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stores, and all shopping had to be done in Tower; in the second place, there were no saloons in Soudan, which in this and other respects had to cede first place to Tower. In 1900, the total population of Breitung Township was 2,034 - and of these 1,366 lived in Tower. Ten years later Tower's share was even larger: 1,111 out of a total of 1,214. Since Breitung also had many other little villages in addition to Soudan, it was apparent that "one lived in Tower and went to work in Soudan."

It was to Tower, then, that the first Finns arrived in 1883 (Ilmonen claims 1884) in the following order : Olof and Peter Halonen, Erick Hiukka, Mikko Kiviniemi, Abram Kitti, Nels and Matt Hepola, August Myllymäki, John and Oscar Wäisänen, Evert Piutsu and Paul Leinonen. It is apparent that the Finns arrived as soon as the mining operations were begun, and they probably participated in the filling of those first five carloads of iron ore which left for Two Harbors on 13 July 1884. Many more trainloads followed, until the year 1892 saw more than half a million tons of ore loaded on the trains in one season. The number of Finnish miners also grew, and many of them were experienced men, and some of them had worked in Michigan's copper mines, and some were even veterans of the `rat holes' of Norway. Many of them regarded the mines as a necessary evil, into which one had to descend if one wanted to live. But after staying on for any length of time one got used to one's surroundings, and the place began to be `home.'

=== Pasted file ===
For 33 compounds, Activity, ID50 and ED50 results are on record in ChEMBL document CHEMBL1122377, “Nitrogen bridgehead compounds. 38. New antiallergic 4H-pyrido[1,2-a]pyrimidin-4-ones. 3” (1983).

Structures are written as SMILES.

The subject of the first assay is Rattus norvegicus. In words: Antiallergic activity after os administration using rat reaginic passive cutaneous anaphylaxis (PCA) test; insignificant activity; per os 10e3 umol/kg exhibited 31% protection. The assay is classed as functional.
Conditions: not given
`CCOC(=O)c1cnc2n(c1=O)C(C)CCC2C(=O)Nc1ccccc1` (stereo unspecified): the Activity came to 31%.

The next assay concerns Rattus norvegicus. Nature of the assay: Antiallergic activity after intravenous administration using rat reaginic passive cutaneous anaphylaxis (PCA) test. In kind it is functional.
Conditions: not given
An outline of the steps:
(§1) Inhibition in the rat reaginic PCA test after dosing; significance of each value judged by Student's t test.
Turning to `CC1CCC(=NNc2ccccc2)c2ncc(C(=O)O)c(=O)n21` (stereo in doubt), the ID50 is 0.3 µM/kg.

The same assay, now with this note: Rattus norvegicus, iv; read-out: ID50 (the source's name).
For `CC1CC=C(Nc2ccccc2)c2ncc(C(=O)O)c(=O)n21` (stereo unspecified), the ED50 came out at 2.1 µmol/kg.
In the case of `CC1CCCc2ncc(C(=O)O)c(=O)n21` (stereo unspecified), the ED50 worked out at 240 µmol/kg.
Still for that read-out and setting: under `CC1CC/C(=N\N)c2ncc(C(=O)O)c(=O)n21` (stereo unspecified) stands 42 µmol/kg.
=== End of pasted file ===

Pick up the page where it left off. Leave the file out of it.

It was, however, a hard and drab life at best, and the life of the Finns under these conditions was apt to show little restraint. Heavy drinking, in particular, was prevalent and caused disaster

for. many a home. And it was to do away with this evil that the Finns began to start their temperance societies, the first one of which, in Minnesota, actually began its history in Soudan. With no precedent to go by, August Myllymäki, one of the first Finnish miners to arrive in Soudan, sent to Republic, Michigan, to have a speaker of that society, Herman Helander, come to Soudan to address the Finns, with Myllymäki paying the expenses of the trip. The result was the birth in Soudan of the Northern Flame Temperance Society, founded in a meeting at the home of William Erickson in May 1886. It joined, first, the Scan

dinavian-American Temperance League, later the Finnish league

of temperance societies.


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